Kevin Rose has left Digg, the news aggregation site he founded in 2004, after a few months of uncertainty over his role in the company.
Rose has begun working on a separate startup that is already close to completing an initial round of funding, according to TechCrunch. Rose launched Digg in 2004. He always shied away from being a direct leader of Digg, instead hiring Jay Adelson (who later got the boot) and most recently Amazon.com’s Matt Williams to run the company.
Digg decided to remake the site and kill a number of features, leading to a mass exodus of its users to competing news aggregation site Reddit. Traffic research company Quantcast indicates that Digg now has 8.2 million unique visitors, down from nearly 16 million unique visitors in August before the latest version of Digg was released. Reddit boasts nearly 14 million unique visitors, according to the numbers it released today.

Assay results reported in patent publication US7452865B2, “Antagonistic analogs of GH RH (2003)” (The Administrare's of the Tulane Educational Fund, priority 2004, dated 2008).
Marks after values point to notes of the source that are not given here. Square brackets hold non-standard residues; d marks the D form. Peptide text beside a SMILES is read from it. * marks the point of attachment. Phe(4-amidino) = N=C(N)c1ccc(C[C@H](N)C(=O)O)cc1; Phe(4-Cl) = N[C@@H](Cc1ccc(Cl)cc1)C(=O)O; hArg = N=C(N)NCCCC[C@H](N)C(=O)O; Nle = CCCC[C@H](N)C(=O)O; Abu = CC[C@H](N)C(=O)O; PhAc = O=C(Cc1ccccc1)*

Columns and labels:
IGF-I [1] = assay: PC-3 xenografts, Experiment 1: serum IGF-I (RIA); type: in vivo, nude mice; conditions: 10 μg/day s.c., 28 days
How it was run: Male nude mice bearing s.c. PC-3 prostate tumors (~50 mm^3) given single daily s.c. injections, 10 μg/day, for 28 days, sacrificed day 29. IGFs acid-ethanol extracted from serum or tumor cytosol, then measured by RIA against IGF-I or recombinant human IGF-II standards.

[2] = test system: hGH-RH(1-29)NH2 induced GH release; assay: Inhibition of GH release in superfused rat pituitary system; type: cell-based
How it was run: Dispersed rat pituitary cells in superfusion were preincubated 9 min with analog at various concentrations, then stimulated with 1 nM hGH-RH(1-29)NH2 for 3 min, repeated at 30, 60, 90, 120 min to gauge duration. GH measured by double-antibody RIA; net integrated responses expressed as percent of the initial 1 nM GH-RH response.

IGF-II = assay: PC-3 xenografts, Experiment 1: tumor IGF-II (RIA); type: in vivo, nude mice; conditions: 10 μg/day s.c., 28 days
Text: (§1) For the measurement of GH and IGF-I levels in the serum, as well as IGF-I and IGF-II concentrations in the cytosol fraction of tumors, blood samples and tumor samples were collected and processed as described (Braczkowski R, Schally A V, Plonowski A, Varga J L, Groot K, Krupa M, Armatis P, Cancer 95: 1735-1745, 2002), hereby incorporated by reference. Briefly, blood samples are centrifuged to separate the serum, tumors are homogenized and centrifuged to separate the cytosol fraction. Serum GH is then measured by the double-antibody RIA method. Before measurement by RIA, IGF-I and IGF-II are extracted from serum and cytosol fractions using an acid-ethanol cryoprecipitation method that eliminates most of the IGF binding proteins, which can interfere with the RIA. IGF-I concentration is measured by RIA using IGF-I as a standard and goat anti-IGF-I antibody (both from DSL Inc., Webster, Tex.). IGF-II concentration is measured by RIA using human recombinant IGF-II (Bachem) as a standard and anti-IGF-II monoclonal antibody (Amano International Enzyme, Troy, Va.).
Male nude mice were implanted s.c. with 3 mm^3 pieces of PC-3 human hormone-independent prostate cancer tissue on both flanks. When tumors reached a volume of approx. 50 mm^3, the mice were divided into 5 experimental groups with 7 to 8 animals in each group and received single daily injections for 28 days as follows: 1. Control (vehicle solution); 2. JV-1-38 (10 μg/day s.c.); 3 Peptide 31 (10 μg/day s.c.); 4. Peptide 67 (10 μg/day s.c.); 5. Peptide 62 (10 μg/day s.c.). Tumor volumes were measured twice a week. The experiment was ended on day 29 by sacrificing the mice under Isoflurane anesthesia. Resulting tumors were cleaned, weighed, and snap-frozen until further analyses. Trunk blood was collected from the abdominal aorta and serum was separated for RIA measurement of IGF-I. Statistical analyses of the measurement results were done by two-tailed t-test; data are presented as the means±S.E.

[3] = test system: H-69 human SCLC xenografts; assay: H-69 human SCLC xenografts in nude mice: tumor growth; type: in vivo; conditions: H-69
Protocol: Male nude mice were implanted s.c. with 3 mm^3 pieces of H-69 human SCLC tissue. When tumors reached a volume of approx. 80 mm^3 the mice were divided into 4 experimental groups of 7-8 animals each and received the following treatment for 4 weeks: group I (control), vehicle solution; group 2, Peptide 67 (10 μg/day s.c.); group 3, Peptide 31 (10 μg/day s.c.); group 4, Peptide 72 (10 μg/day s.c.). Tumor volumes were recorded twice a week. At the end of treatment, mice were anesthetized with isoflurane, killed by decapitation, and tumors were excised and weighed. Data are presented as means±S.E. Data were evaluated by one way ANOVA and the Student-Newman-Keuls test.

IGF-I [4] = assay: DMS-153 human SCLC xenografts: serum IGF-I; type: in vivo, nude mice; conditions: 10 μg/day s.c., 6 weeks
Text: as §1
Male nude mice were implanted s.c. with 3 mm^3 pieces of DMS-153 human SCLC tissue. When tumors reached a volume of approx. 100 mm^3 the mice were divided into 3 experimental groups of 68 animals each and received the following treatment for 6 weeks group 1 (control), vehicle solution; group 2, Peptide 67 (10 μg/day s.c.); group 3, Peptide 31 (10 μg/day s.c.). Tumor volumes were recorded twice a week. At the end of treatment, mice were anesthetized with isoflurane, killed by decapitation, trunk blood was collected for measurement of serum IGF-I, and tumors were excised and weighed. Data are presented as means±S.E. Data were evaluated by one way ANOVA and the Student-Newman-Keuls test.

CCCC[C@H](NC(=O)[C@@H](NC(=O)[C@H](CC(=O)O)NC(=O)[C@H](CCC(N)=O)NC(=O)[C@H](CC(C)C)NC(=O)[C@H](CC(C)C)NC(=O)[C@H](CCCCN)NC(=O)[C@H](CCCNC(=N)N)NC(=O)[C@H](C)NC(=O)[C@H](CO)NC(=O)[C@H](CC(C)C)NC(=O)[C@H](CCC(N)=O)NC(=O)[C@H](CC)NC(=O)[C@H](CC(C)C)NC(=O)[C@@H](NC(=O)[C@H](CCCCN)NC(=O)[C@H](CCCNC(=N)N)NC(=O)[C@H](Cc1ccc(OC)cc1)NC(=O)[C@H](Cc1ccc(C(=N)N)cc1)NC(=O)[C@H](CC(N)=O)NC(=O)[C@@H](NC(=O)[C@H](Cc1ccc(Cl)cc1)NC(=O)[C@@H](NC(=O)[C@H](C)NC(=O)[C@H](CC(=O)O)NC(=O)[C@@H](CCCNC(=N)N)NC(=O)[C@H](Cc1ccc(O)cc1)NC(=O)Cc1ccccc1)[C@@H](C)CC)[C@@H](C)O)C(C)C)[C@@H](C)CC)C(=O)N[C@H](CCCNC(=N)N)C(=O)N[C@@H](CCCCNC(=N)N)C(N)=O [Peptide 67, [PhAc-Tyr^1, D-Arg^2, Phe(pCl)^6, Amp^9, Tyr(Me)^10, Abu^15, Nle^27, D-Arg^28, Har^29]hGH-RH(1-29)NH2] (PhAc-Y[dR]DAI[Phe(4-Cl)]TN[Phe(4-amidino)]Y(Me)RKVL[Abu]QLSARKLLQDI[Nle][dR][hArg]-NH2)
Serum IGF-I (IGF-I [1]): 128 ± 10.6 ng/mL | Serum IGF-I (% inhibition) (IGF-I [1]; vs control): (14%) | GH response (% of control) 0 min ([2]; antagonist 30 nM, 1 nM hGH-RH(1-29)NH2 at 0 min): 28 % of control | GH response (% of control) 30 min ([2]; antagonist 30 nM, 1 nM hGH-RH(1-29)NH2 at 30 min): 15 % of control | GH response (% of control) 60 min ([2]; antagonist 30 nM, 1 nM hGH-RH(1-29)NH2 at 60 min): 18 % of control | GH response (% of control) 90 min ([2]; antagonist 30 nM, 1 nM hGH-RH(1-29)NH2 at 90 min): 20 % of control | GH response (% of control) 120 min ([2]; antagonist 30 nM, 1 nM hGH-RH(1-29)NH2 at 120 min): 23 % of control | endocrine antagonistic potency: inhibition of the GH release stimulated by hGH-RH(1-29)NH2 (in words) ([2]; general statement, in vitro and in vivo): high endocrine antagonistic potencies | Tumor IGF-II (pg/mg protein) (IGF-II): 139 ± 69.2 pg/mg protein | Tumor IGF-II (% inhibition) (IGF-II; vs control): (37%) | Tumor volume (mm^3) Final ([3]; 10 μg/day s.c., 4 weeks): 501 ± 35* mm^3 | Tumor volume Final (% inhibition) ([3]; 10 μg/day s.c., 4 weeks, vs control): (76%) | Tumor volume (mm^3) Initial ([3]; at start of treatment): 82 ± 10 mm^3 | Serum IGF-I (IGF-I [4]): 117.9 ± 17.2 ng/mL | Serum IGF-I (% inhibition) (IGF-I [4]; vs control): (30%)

Part of the reason Digg began to stagnate was because of poor strategic decisions during the height of the recession. Rose said he would have hired additional engineers to handle implementing new advertising features instead of reallocating engineers to other tasks, like sustaining revenue.
Google considered buying the news aggregator in 2008 for around $200 million, but the search giant walked away from the deal at the last minute. Google did not consider the team at Digg a good fit for Google after interviewing each employee individually, making it cut the deal short.
Since then, Rose was less of a direct leader of the site and more of an adviser. That didn’t stop him from intervening in the site’s activities from time to time — such as asking his Twitter followers whether or not the site should bring back its “bury” function, which pushes submitted links out of sight if they are unpopular enough.
The San Francisco, Calif.-based company has raised around $40 million to date.